Why One Runner Traded In Riding Boots For Running Shoes
After a riding accident, one woman worked hard at finding a new passion
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Running came into my life in a much unexpected way, but I am grateful for the journey. In July 2007, I was in the ring warming up my horse when a freak accident occurred. He reared straight up, and before I knew it I was on the ground unable to get up. I had a burst fractured vertebrae and would soon have eight hours of surgery with a neurosurgeon and orthopedic surgeon working to put me back together.
Now with titanium rods and screws in my lower vertebrae and months of just lying around and healing, I started the journey to ride again. However, with a lower back that doesn’t flex, riding just couldn’t be the same. Riding was my passion—now what do I do?
I was never a runner before my injury, but I saw a lot of friends had fun racing 5Ks; maybe that could be my new passion. First time out the door, I made it a block. I signed up for my first 5K in 2009, unsure if I would be able to finish. But I did finish, and I was hooked. By the end of the year I ran my first marathon, finishing with tears of joy.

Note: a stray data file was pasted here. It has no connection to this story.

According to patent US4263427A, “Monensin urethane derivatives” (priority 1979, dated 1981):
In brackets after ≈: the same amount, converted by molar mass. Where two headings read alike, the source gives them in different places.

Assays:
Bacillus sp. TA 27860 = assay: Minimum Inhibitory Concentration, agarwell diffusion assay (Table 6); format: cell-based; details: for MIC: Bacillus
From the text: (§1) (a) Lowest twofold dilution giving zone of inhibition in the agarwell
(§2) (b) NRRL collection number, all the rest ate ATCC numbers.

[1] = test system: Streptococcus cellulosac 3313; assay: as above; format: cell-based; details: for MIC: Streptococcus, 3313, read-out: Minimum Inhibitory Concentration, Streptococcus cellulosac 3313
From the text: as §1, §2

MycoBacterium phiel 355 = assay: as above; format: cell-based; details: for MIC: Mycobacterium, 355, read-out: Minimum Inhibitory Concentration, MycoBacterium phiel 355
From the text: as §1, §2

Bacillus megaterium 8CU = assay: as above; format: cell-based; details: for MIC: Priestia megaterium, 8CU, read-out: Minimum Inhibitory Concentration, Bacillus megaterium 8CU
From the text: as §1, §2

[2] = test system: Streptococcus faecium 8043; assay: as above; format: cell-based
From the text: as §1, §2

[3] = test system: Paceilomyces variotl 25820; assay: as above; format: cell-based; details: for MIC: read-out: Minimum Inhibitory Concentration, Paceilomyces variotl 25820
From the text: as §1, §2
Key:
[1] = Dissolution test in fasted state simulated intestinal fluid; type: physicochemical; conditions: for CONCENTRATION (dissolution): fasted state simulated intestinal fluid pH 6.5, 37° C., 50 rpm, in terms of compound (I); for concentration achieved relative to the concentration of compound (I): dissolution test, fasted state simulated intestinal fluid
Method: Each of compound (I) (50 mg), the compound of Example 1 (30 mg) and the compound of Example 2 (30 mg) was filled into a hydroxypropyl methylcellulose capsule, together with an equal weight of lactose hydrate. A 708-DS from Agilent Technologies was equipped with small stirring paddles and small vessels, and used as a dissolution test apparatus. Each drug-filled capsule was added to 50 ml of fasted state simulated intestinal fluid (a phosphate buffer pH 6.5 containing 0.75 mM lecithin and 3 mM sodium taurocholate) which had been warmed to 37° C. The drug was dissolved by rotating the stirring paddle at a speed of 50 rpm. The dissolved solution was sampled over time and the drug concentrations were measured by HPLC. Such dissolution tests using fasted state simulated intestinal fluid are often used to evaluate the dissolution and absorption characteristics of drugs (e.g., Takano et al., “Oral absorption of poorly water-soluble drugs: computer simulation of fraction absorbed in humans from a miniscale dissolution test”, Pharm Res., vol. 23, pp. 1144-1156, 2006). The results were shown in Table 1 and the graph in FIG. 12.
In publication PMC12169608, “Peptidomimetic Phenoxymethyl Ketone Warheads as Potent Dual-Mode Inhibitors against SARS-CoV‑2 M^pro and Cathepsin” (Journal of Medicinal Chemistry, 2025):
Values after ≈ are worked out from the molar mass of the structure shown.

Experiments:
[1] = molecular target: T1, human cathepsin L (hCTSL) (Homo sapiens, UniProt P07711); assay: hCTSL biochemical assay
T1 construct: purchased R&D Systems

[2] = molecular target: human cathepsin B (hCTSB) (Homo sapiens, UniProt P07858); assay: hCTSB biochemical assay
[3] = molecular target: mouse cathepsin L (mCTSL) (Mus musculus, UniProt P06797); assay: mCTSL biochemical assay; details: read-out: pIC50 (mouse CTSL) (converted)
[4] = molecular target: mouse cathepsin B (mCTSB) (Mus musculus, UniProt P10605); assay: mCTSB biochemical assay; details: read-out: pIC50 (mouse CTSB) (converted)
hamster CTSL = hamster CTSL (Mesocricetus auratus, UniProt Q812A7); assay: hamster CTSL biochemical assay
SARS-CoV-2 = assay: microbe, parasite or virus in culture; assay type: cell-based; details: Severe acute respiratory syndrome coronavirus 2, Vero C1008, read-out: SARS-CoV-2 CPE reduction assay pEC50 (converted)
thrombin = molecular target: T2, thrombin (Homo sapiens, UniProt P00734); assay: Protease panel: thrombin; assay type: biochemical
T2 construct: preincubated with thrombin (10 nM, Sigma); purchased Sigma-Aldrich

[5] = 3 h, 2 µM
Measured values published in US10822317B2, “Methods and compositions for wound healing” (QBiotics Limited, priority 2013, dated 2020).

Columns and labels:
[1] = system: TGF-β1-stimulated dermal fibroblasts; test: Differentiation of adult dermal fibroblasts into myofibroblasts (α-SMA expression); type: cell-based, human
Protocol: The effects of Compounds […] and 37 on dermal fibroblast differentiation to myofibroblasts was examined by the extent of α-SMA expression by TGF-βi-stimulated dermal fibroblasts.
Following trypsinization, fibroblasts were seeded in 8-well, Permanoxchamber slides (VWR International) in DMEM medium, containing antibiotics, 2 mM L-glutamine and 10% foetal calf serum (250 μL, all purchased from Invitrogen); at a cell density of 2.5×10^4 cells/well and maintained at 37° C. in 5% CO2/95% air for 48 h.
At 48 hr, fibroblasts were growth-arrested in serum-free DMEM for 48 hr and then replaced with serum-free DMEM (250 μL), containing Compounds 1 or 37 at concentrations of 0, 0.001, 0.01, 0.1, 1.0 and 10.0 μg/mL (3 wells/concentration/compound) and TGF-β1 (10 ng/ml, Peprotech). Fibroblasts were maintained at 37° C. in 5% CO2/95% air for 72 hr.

Related: What The Heck Is Ride And Tie?
The road forward hasn’t always been smooth; some tibia, fibula and metatarsal issues and a pelvis fracture later, I found out I have osteoporosis. My bones break easy. What’s worse? The medicines I take for my asthma increase the risk of fracture. This means I have to be careful about how I ramp my distances up, what shoes I wear, which surfaces I run on, what I eat. Things that some might monitor to optimize performance, I need to monitor just to be able to perform.
After all of these injuries there are still creaks and pains, but I have learned one thing: a lot of people around you are running through things and issues that you have no idea about. All the potential and real turmoil, for me and for every runner out there, is worth it for everything running gives back to me—the great running buddies, the stress relief, the excitement of a race, the satisfaction of conquering new personal bests. Twenty half marathons, seven marathons, and two half ironmans later, I know there will be lots more bumps in the road to staying healthy to run, but that is part of the journey.